Depository Institutions

Livia Morris; Personal Finance

Commercial Banks

  • For-profit depository businesses
  • They offer financial services to both consumers and businesses.
  • They are the most commonly used depository business.
  • They offer the widest variety of services to customers.
  • They are different than other depository businesses in terms of their ownership structure.
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Credit Unions

  • Owned by their customers, whom are usually called members.
  • It has membership qualifications that require its members share a common bond such as the same employer, etc.
  • NON-Profit organization exempt from federal income tax.
  • They're allowed to pay higher interest rates on deposits, charge lower interest rates on loans and charge lower fees, compared to banks and other depository institutions.
  • They offer many different banking services compared to others.
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Federal Deposit Insurance Corporation (FDIC)

  1. Federal government agency that insures depository institutions that have elected for FDIC coverage against loss.
  2. The standard insurance amount is $250,000 per depositor, per insured institution, for each account ownership category.
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National Credit Union Administration (NCUA)

  1. It provides insurance protection for credit unions.
  2. The coverage is the same as with the FDIC; each depositor is insured against loss up to a maximum of $250,000 against loss.
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Transaction and Saving Tools

Checking Account

  • Allows you quick access to funds for transactions.
  • You can transfer money from one account to another through the use of paper checks, debit cards, or withdrawing cash directly from your checking account.
  • Very popular among consumers because they reduce the need to carry large amounts of cash and are easy to use and manage.
  • Some earn interest, some do not.
  • At credit unions, they're known as share draft accounts.
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Savings Account

  • Most common type of bank account.
  • It may be the first account you open at your depository institution.
  • Generally for money you don't intend to use for your daily expenses.
  • It will earn interest on its balance and be stored in a secure location.
  • At a credit union, it is often referred to as a share account and is required for membership.
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  • Allows you to borrow money from the financial institution in exchange for your promise to repay those funds in the future.
  • Various credit products include loans for the purchase of a house, auto or education.
  • Many institutions offer credit cards to their customers.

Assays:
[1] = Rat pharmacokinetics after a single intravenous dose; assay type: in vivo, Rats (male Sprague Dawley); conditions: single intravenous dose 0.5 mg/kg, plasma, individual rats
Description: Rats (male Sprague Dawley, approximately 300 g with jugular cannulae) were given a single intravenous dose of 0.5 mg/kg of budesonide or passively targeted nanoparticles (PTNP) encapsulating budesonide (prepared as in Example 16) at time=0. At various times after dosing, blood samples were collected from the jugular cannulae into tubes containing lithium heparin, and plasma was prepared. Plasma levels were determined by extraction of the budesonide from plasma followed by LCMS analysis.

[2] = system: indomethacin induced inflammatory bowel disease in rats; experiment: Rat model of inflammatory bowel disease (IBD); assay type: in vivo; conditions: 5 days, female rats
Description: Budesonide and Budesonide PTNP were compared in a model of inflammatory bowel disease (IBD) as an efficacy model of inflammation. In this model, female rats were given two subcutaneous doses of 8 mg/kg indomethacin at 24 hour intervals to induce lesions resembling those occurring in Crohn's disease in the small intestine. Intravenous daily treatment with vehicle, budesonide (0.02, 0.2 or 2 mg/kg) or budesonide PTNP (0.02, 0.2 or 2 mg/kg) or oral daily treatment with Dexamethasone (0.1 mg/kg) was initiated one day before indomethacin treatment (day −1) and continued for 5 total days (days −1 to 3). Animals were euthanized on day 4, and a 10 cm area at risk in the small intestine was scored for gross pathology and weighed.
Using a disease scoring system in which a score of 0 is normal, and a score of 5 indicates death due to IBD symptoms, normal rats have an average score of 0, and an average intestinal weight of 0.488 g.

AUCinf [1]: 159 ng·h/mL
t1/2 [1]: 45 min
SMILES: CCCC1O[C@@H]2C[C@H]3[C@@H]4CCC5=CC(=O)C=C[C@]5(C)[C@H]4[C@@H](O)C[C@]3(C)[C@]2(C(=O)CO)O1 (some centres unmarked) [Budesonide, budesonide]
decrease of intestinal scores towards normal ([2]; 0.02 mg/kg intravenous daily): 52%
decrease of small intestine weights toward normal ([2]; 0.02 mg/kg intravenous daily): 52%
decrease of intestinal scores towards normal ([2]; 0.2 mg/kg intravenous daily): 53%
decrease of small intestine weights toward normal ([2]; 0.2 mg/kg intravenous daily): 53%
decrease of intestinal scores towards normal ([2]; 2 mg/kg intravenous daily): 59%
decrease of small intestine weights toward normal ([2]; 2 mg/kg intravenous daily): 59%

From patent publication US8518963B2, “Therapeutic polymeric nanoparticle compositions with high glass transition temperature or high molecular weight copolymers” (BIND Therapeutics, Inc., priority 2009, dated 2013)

• Your institution will also determine the amount of time you have to repay, and the price of the loan, in the form of the interest rate to be charged on the amount of money you owe.
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Additional Features

Online banking

  • It allows customers to complete certain transactions from a secured internet site by using a username and password from any place in the world with Internet access.
  • You can access account information and statements, transferring money between accounts, paying bills and applying for credit.
  • The payment will occur automatically on a specific date each month without the customer having to write a check or initiate the payment.
  • Many institutions have developed apps that allow online banking access from devices such as smartphones, tablets and other mobile devices.
  • This is called mobile banking.
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Debit Cards

  • Electronically connected to the cardholder's depository institution account.
  • Allow customers easy access to money in their savings and checking accounts either at the point of sale or through an ATM.
  • They function like a check, but debit transactions are faster and more portable because they are electronic.
  • They allow customers to withdraw cash or electronically access they're accounts to transfer funds between accounts or view balances.
  • They require a PIN, or signature.
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  1. Allows individuals to complete transactions from the machine without human assistance.
  2. They are accessed via an ATM card plus the PIN.
  3. This allows customers to withdraw money and deposit money into their accounts.
  4. They can also make account transfers and view their account balance.
  5. The number and location of ATM's varies by depository institution.
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Contactless payment

  1. These transactions can be completed with no physical connection between the payment device and the physical point of sale (POS) terminal or store clerk.
  2. If your institution offers this, you will receive a debit card, credit card, or some other type of electronic card that allows you to simply wave the card in front of a sensor to make a purchase.
  3. You may or may not have to use a PIN to authorize.
  4. This allows or fast payment transactions.
  5. Not all merchants have the technology to support contactless payment.
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Overdraft fee

  • Fee charged if you withdraw more money from your account than is available.
  • Some institutions offer overdraft protection.

ATM fees

  • Your institution may charge you for using an ATM that belongs to a different institution.

Minimum balance fees

  • Some accounts require a minimum account balance.
  • If you go below that balance, you will be charged a fee.
  • Before opening an account, you should ask if they enforce one and make sure you are okay with the minimum balance amount.
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